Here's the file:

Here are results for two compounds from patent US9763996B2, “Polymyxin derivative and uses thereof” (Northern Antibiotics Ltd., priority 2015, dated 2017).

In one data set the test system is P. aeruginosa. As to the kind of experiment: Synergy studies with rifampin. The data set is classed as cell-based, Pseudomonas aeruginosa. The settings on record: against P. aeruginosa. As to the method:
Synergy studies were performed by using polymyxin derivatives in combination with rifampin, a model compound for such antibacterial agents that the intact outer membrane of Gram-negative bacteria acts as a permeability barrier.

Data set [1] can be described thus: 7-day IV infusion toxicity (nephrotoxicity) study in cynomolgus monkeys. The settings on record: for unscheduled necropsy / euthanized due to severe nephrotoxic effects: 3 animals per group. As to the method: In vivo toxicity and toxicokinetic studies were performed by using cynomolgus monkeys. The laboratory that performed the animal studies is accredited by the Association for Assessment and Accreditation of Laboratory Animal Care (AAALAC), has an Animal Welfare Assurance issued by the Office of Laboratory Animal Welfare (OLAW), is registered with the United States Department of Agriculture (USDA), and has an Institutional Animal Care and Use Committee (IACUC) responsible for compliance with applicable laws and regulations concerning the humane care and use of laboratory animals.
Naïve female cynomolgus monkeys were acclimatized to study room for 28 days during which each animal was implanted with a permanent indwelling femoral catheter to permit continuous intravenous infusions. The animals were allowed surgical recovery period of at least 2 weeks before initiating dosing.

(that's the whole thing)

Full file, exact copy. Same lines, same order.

Here are results for two compounds from patent US9763996B2, “Polymyxin derivative and uses thereof” (Northern Antibiotics Ltd., priority 2015, dated 2017).

In one data set the test system is P. aeruginosa. As to the kind of experiment: Synergy studies with rifampin. The data set is classed as cell-based, Pseudomonas aeruginosa. The settings on record: against P. aeruginosa. As to the method:
Synergy studies were performed by using polymyxin derivatives in combination with rifampin, a model compound for such antibacterial agents that the intact outer membrane of Gram-negative bacteria acts as a permeability barrier.

Data set [1] can be described thus: 7-day IV infusion toxicity (nephrotoxicity) study in cynomolgus monkeys. The settings on record: for unscheduled necropsy / euthanized due to severe nephrotoxic effects: 3 animals per group. As to the method: In vivo toxicity and toxicokinetic studies were performed by using cynomolgus monkeys. The laboratory that performed the animal studies is accredited by the Association for Assessment and Accreditation of Laboratory Animal Care (AAALAC), has an Animal Welfare Assurance issued by the Office of Laboratory Animal Welfare (OLAW), is registered with the United States Department of Agriculture (USDA), and has an Institutional Animal Care and Use Committee (IACUC) responsible for compliance with applicable laws and regulations concerning the humane care and use of laboratory animals.
Naïve female cynomolgus monkeys were acclimatized to study room for 28 days during which each animal was implanted with a permanent indwelling femoral catheter to permit continuous intravenous infusions. The animals were allowed surgical recovery period of at least 2 weeks before initiating dosing.